How a Nonprofit Can Attract A Regulatory Probe … Fast
06.08.2023 | Linda J. Rosenthal, JD
When experts in a field get together, they like to toss around the phrase “best practices.”
A best practice is a method or technique that has been generally accepted as superior to any alternatives because it produces results that are superior to those achieved by other means or because it has become a standard way of doing things, e.g., a standard way of complying with legal or ethical requirements.
“Best practices” generally has a broader meaning than complying with specific laws and regulations. Meeting a legal requirement can be viewed as engaging in the minimum (and mandatory) acceptable behavior in a particular situation. Something more – including a consideration of ethical considerations, practical realities, and actual field experience – goes into decision-making that will lead to real results in accomplishing goals.
The National Council of Nonprofits strongly encourages tax-exempt organizations to learn about and adopt time-tested “best practices.” There is no single definition or standard “for each and every nonprofit organization,” but “there are well-recognized ethical standards and accountability practices that every staff and board member of a charitable nonprofit should be aware of.”
There are differences by state, because of the varying legal obligations of each jurisdiction, “so many state associations of nonprofits share resources on state-specific legal requirements, as well as promote “best practices” to raise awareness about how ethical, accountable, and transparent practices make nonprofits more effective.”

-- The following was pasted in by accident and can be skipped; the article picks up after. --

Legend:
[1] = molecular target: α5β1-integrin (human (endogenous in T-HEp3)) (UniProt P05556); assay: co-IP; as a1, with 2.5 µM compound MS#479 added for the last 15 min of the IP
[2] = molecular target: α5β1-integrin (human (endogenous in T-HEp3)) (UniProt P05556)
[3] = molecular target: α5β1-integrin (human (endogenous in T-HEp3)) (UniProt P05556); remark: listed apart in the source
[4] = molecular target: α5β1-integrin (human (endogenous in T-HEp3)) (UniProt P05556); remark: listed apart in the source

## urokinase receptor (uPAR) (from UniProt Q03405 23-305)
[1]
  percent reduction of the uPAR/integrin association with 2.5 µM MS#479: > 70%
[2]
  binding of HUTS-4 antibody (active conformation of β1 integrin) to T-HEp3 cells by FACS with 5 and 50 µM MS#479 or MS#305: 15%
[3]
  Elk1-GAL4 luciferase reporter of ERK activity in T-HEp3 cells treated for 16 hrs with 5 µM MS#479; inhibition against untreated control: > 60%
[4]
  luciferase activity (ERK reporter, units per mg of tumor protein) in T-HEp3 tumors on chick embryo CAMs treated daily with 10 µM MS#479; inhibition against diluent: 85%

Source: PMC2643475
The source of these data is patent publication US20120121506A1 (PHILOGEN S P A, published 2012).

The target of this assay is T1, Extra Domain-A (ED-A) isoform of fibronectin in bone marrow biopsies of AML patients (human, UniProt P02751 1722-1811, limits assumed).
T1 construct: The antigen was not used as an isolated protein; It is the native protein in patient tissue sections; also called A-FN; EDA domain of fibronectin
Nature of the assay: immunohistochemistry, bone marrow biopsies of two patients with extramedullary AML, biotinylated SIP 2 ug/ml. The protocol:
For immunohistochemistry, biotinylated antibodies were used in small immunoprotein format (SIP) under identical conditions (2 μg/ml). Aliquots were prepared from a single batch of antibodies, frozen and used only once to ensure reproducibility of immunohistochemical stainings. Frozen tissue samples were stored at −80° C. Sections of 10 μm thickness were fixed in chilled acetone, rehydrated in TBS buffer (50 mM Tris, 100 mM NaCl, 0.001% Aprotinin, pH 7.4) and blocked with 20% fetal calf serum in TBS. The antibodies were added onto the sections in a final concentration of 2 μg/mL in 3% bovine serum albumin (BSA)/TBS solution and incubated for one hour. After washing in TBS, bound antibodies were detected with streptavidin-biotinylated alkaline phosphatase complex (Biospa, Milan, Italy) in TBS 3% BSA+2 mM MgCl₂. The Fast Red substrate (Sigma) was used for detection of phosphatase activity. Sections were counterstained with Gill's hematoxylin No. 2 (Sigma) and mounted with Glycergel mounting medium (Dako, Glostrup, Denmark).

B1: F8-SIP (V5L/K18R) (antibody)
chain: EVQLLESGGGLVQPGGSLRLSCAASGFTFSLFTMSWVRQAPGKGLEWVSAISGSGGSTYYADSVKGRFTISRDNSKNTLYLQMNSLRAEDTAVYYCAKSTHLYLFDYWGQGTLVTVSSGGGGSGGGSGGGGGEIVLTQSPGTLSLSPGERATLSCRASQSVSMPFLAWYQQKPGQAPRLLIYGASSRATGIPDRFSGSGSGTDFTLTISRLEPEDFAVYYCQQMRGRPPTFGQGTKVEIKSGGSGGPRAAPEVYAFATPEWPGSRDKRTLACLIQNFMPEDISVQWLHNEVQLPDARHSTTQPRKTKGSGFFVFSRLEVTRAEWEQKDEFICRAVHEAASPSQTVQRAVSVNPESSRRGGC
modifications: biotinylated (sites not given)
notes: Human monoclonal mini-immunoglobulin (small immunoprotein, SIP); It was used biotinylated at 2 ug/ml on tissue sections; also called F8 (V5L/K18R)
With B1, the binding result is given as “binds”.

The National Council of Nonprofits has a list of guides for 25 states and the District of Columbia; see Principles and Practices – Where Can You Find “Best Practices” for Nonprofits?
Some jurisdictions have their own standards; see, for example, Illinois’ Nonprofit Principles and Best Practices. Several other states, including Pennsylvania and Maryland use the Standards for Excellence Institute’s publication, An Ethics and Accountability Code for the Nonprofit Sector.
California has its own resource – (though not listed on NCN’s list). It is the California Attorney General’s Guide for Charities. “The Guide for Charities was published to give charities the tools they need to comply with our laws. The Guide seeks to promote best practices to help directors and officers of charities better understand their responsibilities.”
In addition to these state-promoted guides, the National Council of Nonprofits touts a new guide titled Small but Mighty: The Performance Imperative for Small Nonprofits by Leap Ambassadors. Other suggestions include:
“Even the smallest nonprofits can benefit tremendously from incorporating best practices into everyday operations.” In addition, many organizations are required by state law to conform to certain conduct standards, and accrediting or grantmaking bodies may also require or recommend adopting them. Still others “seek voluntary accreditation as a way of demonstrating their commitment to excellence” or “find it helpful to know that trusted experts have identified benchmarks to guide” them.
05.31.2023 | Linda J. Rosenthal, JD